Poor old Operations

Operations are probably unhappy with the number of changeovers currently carried out, as they are a burden on performance. However, the benefits of increasing them are significant. If the business can double the number of changeovers then the batch sizes will halve and the finished goods safety stock can go down by 30%. This will also reduce the cost of storage and obsolescence, at least for your own finished goods.

The right way

The following steps, properly carried out, will enable a business to define the optimum strategy:

1. Identify the appropriate stock holding points for the different inventory categories

2. Define the required inventory management and demand planning processes

3. Measure forecast accuracy and carry out an inventory segmentation analysis

4. Determine the type of safety and optimal stock models to use based on product profiles

5. Check and adjust your forecast models to ensure they suit your product profiles

6. Review segmentation and inventory policies on a regular basis and adjust as

required

Inventory management in the food industry needs to be undertaken constantly and rigorously. Having the right systems, tools and processes not only allows effective policy setting but also enables a business to control all the critical variables. It helps keep pressure where it belongs, on the competition.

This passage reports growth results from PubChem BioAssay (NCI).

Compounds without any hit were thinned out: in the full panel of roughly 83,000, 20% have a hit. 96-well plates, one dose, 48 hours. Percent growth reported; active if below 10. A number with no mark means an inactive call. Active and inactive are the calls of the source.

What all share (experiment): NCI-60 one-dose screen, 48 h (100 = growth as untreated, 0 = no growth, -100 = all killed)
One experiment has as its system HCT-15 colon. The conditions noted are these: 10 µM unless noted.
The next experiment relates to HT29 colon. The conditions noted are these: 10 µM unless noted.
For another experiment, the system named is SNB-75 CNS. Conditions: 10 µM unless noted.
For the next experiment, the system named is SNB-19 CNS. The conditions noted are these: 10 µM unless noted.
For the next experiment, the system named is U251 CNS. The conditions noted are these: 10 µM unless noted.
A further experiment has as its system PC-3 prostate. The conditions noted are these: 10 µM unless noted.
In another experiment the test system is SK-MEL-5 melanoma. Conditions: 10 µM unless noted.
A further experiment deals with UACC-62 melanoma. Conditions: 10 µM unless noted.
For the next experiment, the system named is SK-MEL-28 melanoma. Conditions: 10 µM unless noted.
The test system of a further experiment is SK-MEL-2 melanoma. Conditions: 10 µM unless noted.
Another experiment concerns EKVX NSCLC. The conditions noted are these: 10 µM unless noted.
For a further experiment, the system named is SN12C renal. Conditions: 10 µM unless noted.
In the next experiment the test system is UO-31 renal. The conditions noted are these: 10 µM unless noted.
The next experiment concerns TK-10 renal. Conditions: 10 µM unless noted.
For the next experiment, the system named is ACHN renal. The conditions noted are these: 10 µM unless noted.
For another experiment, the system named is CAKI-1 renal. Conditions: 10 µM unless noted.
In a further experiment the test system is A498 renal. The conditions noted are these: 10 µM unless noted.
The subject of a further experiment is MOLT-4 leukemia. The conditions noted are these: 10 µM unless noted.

Written by John Fenton, Associate Director and Sam Rabi, Supply Chain Principal

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What is the balance between challenges and opportunities facing UK private label food manufacturers?

December 6, 2013 2:51 pm
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Dr Clive Black, Head of Research,
Shore Capital Stockbrokers.

November 2012

Private label has emerged as a central component of retailing in Developed Markets. However, after stratospheric growth in its ‘mother country’, that is the UK, overall participation has levelled off. Indeed, the structural change in the direction of food prices since 2006, that is upwards, has to our minds, created more new challenges that opportunities for many private label manufacturers across the world.

Firstly, input price inflation has been treated by leading proprietary brand players as something that is best managed through a hi-lo promotional strategy. So, the more expensive cost of goods has, in many respects, been recovered by the brand leaders through case prices rises. To some degree this could be seen as an opportunity for private label to gain share with its lower price points. However, the flood of promotions, sometimes 70%+ participation, has squeezed private label shelf space, and in some cases such as household & personal care (HPC) led to notable share losses. So long as food prices grow ahead of wages, promotional participation is expected to remain fulsome and so the branded component’s participation is likely to be strong.